Looking for some cheap fun? Then look no further; classics don’t come more affordable than Vauxhall’s Viva and its derivatives, of which there’s a bewildering array. Once seen on every corner, Viva numbers have dwindled in recent years, but there are still some crackers out there waiting to be snapped up.
On the face of it the Vauxhall Viva is a bit, well, dull – but with rear-wheel drive and the option of pepping things up on the cheap, this is one of the least expensive ways of having some good old-fashioned fun at the wheel. With cars still being scrapped and banger raced they’re disappearing quickly, so if you’ve always thought a Viva would look nice in your garage but you’ve never got round to buying one you might not have much time left – start looking now!
Which one to buy?
The HA Viva was the first car for Vauxhall to achieve a six-figure production run – 309,538 were built along with a further 566,391 HBs. By the early 1970s the Viva had easily become Vauxhall’s best-selling car ever. It helped that there was a version for everyone – combine the different engines, body styles and trim levels and there were over 100 derivatives offered across three generations of Viva.
There was also the Firenza (a poshed-up HC coupé) to take on the Capri, plus the Magnum, which was little more than a big-engined Viva. It’s these editions, along with the ultra-rare Droop Snoot that are now the most sought after.
With Viva values on the low side, you’re not committing enough money in purchasing one to really get your fingers burned. That’s not to say they’re only worth buying because values are low, but as mass-market cars of the 1960s and 1970s, the Viva was sold on price more than anything. Vauxhall made no bones about the fact that this was the car as an appliance to get from A to B, with economy being the most important thing. The HB addressed many of these issues with more choice, better dynamics and better packaging, but there are few HAs or HBs left and the sporty Vivas such as the Brabham and GT are also few and far between.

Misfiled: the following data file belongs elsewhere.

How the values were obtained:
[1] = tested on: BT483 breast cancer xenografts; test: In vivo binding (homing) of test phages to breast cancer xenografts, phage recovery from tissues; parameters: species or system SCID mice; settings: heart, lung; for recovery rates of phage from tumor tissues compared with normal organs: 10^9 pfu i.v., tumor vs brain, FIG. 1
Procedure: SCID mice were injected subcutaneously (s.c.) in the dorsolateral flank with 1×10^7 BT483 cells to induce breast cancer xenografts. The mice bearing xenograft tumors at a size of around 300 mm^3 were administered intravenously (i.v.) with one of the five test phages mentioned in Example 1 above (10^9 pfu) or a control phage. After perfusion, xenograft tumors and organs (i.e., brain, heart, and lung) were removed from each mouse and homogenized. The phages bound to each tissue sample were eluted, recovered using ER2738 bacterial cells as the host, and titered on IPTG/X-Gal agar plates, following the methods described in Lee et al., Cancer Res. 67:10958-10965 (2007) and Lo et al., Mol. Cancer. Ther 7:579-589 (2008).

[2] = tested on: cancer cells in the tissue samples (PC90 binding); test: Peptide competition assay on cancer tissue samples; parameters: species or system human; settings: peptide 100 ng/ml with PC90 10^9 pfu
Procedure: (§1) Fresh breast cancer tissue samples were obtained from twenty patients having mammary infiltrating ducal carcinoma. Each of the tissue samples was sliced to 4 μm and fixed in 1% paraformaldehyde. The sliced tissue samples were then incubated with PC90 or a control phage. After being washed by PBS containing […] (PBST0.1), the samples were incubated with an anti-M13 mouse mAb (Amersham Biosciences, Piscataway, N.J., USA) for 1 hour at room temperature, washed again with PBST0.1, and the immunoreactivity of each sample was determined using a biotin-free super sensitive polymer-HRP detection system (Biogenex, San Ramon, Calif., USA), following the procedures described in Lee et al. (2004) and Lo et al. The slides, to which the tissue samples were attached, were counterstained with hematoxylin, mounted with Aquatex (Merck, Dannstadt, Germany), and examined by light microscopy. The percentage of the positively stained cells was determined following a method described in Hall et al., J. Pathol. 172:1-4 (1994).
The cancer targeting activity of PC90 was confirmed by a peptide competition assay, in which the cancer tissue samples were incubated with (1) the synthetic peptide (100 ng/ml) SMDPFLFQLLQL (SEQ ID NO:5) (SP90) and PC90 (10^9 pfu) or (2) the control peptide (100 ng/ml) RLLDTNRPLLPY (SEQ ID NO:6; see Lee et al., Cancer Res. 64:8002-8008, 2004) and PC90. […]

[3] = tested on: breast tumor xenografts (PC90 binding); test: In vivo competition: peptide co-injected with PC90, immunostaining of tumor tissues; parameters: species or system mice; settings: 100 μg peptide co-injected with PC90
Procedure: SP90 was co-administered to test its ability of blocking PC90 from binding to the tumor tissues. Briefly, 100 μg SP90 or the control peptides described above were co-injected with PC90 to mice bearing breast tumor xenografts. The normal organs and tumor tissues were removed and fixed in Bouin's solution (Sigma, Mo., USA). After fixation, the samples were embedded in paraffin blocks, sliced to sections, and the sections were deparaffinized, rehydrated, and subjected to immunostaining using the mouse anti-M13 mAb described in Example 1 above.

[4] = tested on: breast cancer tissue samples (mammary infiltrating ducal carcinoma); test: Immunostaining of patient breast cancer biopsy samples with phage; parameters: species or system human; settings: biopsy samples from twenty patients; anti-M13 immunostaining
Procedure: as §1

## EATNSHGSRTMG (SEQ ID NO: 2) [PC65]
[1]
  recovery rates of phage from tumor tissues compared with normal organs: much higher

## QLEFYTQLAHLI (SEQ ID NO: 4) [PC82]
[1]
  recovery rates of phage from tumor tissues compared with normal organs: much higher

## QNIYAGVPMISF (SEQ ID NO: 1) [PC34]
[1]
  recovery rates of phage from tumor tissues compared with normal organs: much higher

Performance and spec
Viva HB GT Engine 1975cc, four-cylinder Power 112bhp @ 5400rpm Torque 127lb ft @ 3400rpm Top speed 100mph 0-60mph 10.7sec Consumption 24mpg Gearbox Four-speed manual
• On HAs the first areas to rot are the spare wheel well, sills, floorpans, all four wings and the rear wing cappings – which aren’t structural so can be removed.
• On HBs the most vulnerable areas are the shock absorber turrets (easy to fix), the areas around the headlamps and the spare wheel well. Bootlids corrode badly, with used boot lids hard to find.
• The HC’s weak spots rust-wise are its rear wheelarches, front wings, shock absorber turrets and the A-pillars where they butt up to the windscreen.
• If you’re looking at a Droop Snoot make sure it’s genuine; it’s easy to create a replica cosmetically, but the running gear and interior are much harder to source.
• All sorts of engines were offered; all tend to be noisy. HC engines are generally the most rattly of the lot and although the 1256cc unit is much stronger than the 1159cc unit, it isn’t as free-revving.
• All engines will run for 100,000 miles between rebuilds with 3,000-mile oil changes; an overhead cam unit should also have had a fresh belt within the last 20,000 miles or five years.
• Gearboxes – manual and auto – are reliable, but check the transmission fluid on autos to make sure it’s not black or dark brown.